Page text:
The Drug War is causing massive human rights violations, corruption, violence, fostering discrimination, fueling crime, enriching criminals, undermining development and security, fueling conflict, undermining national economies and wasting tens of billions of dollars.

The traditional goals and measures include people arrested, tons of drugs seized and acres of land eradicated. These are the wrong measures.

The Commissioners on the Global Commission on Drug Policy are a group of highly respected people from around the world. 

Commissioners include George Shultz, the former U.S. Secretary of State; Paul Volcker, former Chairman of the US Federal Reserve and of the Economic Recovery Board; Kofi Annan, former Secretary General of the United Nations; Richard Branson of the Virgin Group, cofounder of The Elders and Maria Cattaui, former Secretary-General of the International Chamber of Commerce

Several former Presidents serve as Commissioners including César Gaviria, Colômbia; Ernesto Zedillo, Mexico; Fernando Henrique Cardoso, Brazil and Ricardo Lagos, Chile.
George Papandreou, the former Prime Minister of Greece, is also a Commissioner.

The Report asserts that punitive law enforcement paradigm has failed. 

There has been a massive increase in those arrested and incarcerated and yet drug use has continued to rise.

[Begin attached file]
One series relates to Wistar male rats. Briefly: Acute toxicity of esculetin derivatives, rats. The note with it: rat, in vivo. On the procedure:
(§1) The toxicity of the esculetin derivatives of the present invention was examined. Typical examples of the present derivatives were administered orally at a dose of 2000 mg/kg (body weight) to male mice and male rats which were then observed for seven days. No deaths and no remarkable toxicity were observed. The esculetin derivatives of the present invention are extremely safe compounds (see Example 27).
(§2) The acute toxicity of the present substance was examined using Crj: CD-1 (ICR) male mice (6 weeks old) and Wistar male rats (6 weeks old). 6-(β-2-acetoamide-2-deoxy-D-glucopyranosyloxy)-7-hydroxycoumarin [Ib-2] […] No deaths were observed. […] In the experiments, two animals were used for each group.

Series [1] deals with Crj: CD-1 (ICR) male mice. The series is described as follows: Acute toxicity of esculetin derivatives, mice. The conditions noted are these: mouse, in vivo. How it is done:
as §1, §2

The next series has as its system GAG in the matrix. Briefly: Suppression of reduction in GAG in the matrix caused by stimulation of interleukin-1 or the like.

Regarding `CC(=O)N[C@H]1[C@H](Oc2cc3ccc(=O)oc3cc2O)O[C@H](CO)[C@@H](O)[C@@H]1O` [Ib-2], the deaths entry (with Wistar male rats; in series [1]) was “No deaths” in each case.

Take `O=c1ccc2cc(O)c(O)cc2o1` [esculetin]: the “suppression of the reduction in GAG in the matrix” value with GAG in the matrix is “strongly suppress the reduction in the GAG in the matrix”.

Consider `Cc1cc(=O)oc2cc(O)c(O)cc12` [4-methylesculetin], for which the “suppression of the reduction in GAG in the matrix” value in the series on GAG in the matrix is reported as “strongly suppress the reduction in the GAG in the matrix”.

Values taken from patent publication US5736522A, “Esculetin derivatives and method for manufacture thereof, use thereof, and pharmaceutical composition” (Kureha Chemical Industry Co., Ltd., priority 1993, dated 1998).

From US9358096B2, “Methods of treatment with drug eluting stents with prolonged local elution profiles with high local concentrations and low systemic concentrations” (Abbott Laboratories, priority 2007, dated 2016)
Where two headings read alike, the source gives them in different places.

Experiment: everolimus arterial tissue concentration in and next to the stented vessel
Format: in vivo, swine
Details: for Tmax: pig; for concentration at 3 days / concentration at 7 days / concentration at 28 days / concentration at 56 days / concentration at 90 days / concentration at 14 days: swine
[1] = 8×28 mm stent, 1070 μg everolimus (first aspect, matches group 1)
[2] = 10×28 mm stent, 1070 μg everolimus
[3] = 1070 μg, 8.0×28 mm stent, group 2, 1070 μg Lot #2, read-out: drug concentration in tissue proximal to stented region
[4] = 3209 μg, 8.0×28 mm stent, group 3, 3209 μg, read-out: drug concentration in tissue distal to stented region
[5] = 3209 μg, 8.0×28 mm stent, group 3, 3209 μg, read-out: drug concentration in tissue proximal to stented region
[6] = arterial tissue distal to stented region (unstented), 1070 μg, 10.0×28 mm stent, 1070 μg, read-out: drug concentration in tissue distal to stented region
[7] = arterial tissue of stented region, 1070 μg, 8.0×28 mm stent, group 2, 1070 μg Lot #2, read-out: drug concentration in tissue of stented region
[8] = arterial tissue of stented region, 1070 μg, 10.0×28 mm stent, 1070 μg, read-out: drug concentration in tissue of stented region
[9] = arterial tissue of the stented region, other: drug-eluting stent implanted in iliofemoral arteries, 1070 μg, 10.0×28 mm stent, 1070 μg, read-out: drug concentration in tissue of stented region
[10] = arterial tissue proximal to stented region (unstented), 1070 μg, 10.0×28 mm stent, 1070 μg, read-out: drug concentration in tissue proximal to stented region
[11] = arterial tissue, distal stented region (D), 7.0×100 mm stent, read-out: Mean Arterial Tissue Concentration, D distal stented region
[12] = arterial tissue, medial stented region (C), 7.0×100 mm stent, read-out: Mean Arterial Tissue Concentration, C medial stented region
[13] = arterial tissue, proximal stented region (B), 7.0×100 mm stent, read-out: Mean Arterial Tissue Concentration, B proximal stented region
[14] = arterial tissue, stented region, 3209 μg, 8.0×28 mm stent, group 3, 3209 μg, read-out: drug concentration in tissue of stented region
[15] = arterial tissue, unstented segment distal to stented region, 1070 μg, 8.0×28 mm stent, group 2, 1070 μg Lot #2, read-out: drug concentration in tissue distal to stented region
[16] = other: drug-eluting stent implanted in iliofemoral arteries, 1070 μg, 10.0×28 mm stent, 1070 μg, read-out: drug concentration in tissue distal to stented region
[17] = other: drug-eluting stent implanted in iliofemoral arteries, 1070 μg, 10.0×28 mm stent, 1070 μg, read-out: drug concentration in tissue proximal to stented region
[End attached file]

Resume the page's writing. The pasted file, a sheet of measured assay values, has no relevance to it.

The Global Commission on Drug Policy has put forth its path forward.

The Global Commission on Drug Policy advocates for an approach to drug policy that puts public health, community safety, human rights and development at the center.

First and foremost, there must be a fundamental reorientation of policy priorities and resources by focusing health and community safety.

Non-violent, low-level participants, should not go to jail. Those who grow, use or sell small amounts of drugs should not be criminalized. 

There must be equitable access to essential medicines, in particular opiate-based medications for pain. 

Marijuana is safer than alcohol and have valuable medical properties. Instead of being demonized, it should be made legal. Coca leaf and certain novel psychoactive substances should also be legal and regulated. 

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Sunday, September 14, 2014

Governor Abercrombie kicks off the Asia Pacific Clean Energy Summit

By Henry Curtis

The third of the three major energy conferences of this year starts tomorrow.

The first major energy conference of the year was "The Electric Utilities: The Future Is Not What It Used To Be" conference held at the Maui Arts & Cultural Center on March 26-27, 2014.

The conference was unprecedented in terms of the powers that attended and the networking that occurred.

About 245 people attended including the legendary energy guru Hunter Lovins, HEI CEO Connie Lau, HECO President Richard Rosenblum, MECO President Sharon Suzuki, all three PUC Commissioners, the PUC Chief Policy Researcher, the PUC Chief Counsel and key representatives from the Counties of Kauai, Maui and Hawai’i. 

The second major conference was the 3rd Hawaii Island Renewable EnergySolutions Summit (HIRESS) which was held on April 30, 2104 and sponsored by the Hawaii Island Economic Development Board (HIEDB).